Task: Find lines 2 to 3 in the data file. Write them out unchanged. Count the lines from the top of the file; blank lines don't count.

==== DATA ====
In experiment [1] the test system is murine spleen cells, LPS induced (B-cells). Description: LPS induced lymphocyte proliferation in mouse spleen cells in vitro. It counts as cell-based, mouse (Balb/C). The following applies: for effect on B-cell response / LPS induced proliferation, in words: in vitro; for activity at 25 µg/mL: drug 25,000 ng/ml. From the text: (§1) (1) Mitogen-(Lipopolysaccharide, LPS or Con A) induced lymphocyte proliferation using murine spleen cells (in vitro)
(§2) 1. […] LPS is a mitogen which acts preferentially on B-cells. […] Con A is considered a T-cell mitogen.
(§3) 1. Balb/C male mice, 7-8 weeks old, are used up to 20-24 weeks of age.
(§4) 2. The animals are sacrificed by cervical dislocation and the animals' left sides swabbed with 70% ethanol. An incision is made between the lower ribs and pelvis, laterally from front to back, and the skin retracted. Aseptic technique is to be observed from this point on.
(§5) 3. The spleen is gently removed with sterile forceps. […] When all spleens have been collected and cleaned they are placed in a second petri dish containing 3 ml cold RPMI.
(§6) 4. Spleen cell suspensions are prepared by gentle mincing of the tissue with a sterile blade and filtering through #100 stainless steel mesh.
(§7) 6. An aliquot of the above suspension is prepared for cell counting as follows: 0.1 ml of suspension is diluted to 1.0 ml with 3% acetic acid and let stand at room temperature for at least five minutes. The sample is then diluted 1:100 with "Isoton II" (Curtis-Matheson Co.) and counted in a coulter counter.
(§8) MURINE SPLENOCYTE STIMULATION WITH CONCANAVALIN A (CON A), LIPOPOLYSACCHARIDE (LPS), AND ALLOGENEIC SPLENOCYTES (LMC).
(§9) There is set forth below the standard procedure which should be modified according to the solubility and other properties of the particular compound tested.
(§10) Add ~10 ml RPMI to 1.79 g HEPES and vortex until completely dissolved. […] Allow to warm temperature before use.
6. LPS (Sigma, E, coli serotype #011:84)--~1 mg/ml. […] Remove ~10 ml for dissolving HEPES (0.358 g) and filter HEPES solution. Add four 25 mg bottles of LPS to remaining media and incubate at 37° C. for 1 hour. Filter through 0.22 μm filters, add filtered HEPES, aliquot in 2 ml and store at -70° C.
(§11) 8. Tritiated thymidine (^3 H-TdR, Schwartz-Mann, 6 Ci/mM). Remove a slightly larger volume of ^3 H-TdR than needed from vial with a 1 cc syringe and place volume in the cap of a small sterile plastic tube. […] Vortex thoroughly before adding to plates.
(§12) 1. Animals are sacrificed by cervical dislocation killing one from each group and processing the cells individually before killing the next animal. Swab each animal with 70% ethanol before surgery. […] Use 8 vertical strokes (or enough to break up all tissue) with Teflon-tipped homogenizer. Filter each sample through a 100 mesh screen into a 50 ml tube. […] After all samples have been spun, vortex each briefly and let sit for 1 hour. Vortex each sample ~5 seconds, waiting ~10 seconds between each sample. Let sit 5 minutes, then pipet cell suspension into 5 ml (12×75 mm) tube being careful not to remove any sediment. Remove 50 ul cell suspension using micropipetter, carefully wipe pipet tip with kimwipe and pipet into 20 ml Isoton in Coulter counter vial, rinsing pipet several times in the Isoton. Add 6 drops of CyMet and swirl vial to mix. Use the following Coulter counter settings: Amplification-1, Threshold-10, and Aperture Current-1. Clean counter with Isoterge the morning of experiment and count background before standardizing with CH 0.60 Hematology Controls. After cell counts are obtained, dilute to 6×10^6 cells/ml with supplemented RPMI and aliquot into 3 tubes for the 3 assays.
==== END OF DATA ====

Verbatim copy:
(§2) 1. […] LPS is a mitogen which acts preferentially on B-cells. […] Con A is considered a T-cell mitogen.
(§3) 1. Balb/C male mice, 7-8 weeks old, are used up to 20-24 weeks of age.